WILL IT BE THE FORECLOSURE CRISIS ALL OVER AGAIN?

By Eric Glazer, Esq.

Published March 30 , 2020

 

We all remember just how bad our communities suffered about a dozen years ago during the great recession.  Our firm represented condominiums where nearly half of all units went into foreclosure.  It was terrible for community associations.  The paying owners were often times forced to pay double to make up for the monies not being collected from all the delinquent owners.

 

So, here we are during this Corona Virus crisis and the same questions are being asked again.  How bad will this get for community associations if the unemployment numbers continue to spike?  Can we simply tell everyone they donít have to pay assessments for a while?  Can we move reserve funds?  Can we borrow money?  Can we change our collection policy to show some mercy?

 

I donít think that this time is going to be as bad as last time.  No way.  Iím optimistic that the economy will be bouncing back shortly.  This virus will go away sooner than later, and the government is throwing massive amounts of money at the problem.  In addition, it was a different kind of problem a dozen years ago, where people who couldnít afford to buy a home, over extended themselves.  It was a time where everyone was upside down on their homes and you didnít lose much by simply walking away, other than that 5% down payment you made.  Sometimes it was even less.  Now, more people have more equity in their homes so I donít see them walking away from their property.

 

Associations obviously cannot tell the owners not to pay assessments.  The association has bills that need to be paid each and every month for employees, insurance, landscaping, repairs, supplies, etc.  These bills can only be paid if owners pay their assessments.  ButÖ. If things get tough, there is no doubt that many owners wonít be able to pay each month.  So what is an association to do?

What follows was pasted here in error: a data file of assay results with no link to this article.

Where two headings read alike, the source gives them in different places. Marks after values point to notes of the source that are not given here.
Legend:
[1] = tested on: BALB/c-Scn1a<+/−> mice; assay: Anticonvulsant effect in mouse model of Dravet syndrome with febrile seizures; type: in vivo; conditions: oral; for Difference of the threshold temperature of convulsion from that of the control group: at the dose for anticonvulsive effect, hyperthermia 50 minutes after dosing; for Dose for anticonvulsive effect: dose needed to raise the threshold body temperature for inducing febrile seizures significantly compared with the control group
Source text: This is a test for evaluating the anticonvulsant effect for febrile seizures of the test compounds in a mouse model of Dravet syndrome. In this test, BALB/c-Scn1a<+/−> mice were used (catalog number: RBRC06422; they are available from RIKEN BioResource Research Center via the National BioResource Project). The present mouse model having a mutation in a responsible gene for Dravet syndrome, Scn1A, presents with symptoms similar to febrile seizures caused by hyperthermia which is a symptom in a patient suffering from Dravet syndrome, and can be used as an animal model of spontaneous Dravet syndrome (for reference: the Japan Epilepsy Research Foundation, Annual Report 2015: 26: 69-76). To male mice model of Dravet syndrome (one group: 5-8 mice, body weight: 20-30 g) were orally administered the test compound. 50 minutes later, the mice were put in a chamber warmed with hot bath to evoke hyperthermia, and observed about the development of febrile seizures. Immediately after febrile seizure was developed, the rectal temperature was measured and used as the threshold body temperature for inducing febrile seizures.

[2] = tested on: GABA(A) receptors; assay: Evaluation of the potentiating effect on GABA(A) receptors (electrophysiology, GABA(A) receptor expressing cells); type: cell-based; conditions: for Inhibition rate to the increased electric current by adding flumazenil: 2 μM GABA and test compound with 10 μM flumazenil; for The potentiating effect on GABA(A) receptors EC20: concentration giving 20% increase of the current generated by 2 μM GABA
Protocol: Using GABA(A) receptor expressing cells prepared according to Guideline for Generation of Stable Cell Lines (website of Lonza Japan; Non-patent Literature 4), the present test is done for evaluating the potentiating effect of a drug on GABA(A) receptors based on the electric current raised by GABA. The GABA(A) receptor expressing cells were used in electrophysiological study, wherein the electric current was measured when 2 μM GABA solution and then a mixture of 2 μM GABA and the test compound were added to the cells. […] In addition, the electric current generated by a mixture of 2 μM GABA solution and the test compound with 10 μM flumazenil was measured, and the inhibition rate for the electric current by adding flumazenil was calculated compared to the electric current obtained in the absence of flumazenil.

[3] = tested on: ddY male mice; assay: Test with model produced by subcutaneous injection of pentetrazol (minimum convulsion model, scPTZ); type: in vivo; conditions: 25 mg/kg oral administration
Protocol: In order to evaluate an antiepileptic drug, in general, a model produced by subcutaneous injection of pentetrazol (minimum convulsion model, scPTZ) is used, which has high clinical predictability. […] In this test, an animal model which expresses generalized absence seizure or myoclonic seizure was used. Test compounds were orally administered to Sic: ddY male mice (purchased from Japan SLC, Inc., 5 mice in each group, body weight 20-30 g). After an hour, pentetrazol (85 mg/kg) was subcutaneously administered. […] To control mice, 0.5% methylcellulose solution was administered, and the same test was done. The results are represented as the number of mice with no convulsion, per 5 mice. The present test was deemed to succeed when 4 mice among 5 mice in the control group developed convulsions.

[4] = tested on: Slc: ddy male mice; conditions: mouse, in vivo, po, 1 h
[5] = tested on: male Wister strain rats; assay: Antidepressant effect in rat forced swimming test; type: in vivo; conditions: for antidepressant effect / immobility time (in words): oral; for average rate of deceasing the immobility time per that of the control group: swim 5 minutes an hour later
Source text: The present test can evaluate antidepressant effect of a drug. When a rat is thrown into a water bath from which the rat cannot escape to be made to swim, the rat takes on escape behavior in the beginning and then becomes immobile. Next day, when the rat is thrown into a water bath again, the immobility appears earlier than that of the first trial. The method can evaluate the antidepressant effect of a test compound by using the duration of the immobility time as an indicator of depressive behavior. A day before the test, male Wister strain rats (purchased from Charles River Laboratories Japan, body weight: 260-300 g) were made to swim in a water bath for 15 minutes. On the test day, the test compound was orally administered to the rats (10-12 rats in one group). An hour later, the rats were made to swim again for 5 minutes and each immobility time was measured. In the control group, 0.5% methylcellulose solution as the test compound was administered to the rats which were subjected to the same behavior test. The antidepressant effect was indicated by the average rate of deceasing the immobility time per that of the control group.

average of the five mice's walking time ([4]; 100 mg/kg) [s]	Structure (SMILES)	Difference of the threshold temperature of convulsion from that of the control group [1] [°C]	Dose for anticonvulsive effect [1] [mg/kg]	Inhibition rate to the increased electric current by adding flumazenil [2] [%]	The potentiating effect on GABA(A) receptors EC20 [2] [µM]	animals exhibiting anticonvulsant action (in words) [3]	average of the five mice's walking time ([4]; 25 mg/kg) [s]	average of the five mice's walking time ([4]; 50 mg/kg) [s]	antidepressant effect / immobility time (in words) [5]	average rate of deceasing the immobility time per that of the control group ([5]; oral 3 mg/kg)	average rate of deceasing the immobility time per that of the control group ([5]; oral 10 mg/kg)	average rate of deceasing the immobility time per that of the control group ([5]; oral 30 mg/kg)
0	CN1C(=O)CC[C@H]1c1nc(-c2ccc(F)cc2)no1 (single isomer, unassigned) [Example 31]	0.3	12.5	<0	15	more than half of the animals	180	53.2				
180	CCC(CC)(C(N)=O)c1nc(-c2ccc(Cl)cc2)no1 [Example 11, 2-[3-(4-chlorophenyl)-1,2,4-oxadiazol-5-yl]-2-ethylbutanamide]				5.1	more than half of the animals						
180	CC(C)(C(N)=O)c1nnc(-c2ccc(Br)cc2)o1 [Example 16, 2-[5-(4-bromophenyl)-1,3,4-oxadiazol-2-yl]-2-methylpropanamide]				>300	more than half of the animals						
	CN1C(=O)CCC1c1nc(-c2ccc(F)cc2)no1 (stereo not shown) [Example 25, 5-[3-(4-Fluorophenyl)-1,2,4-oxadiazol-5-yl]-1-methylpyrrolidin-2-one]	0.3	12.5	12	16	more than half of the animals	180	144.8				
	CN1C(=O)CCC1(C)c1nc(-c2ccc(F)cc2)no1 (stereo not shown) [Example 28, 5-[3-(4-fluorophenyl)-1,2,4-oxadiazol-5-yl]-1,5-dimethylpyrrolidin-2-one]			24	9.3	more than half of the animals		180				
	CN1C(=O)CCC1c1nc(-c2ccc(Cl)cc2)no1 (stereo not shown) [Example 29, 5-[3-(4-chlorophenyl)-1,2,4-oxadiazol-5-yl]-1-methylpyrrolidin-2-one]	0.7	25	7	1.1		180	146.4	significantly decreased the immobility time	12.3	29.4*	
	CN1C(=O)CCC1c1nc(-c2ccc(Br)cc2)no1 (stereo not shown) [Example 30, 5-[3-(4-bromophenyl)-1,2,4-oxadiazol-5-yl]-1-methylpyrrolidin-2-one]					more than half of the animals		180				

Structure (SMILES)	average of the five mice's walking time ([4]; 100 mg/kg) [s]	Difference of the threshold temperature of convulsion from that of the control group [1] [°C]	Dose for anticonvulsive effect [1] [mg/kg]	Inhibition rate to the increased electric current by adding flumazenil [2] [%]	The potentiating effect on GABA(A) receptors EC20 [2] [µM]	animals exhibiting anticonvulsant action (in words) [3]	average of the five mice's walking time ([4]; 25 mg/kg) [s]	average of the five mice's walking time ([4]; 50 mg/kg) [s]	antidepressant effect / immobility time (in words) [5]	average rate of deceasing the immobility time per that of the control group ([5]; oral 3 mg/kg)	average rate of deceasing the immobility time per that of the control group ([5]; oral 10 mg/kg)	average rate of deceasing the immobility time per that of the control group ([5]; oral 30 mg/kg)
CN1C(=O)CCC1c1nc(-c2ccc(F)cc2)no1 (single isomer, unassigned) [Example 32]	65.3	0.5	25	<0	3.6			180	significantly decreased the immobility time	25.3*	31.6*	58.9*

Some associations have reserve funds.  If the unit owners vote to move these reserve funds into operating, the board can amend the budget and reduce the monthly assessment amounts.  Perhaps an even better idea would be to simply have access to a line of credit that is simply there is the association needs it.  Money is very cheap right not.  This is actually the right time to borrow.  I would strongly suggest applying for that line of credit now, before delinquencies kick in, because once delinquencies are high, the bank is likely to say no.

 

Some attorneys may be telling associations that now is the time to be tough and make sure to vigorously go after all owners who are delinquent.  I donít buy into that.  If someone canít afford to pay the $500.00 they owe you now, why should I send them immediately to collections and inflate that number to $5,000.00?  Are they now suddenly able to pay it?  Did they magically get their job back?  Of course not.  Always try to enter into a reasonable payment plan.  If they are a few months delinquent, perhaps agree that they pay the full amount each month going forward but the delinquencies to be brought current within six months.  Whatever is reasonable.

 

Boards have to balance the need to pay the bills with the ability to show some compassion and common sense.  If an owner ignores all demands for payment, there may be no choice but to proceed legally.  But, if an owner is truly in dire straits for the time being, is not ignoring the board and simply needs some time, then give them that time.  Sometimes you canít get blood from a stone, but you can extend a reasonable payment plan to an owner fallen on hard times. 

 

These are tough times everyone.  Hopefully we will never see anything like it again in our lifetimes or our childrenís or grand-childrenís lifetimes.  History will record how we treated each other during these times.  I hope those history pages show that we did all we could to help each other.


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About HOA & Condo Blog

Eric Glazer Eric Glazer graduated from the University of Miami School of Law in 1992 after receiving a B.A. from NYU. He has practiced community association law for more than 2

decades and is the owner of Glazer and Sachs, P.A. a seven attorney law firm with offices in Fort Lauderdale and Orlando and satellite offices in Naples, Fort Myers and Tampa.

 

Since 2009, Eric has been the host of Condo Craze and HOAs, a weekly one hour radio show that airs at noon each Sunday on 850 WFTL.

   

See: www.condocrazeandhoas.com.

   

He is the first attorney in the State of Florida that designed a course that certifies condominium residents as eligible to serve on a condominium Board of Directors and has now certified more than 10,000 Floridians all across the state. He is certified as a Circuit Court Mediator by The Florida Supreme Court and has mediated dozens of disputes between associations and unit owners. Eric also devotes significant time to advancing legislation in the best interest of Florida community association members.


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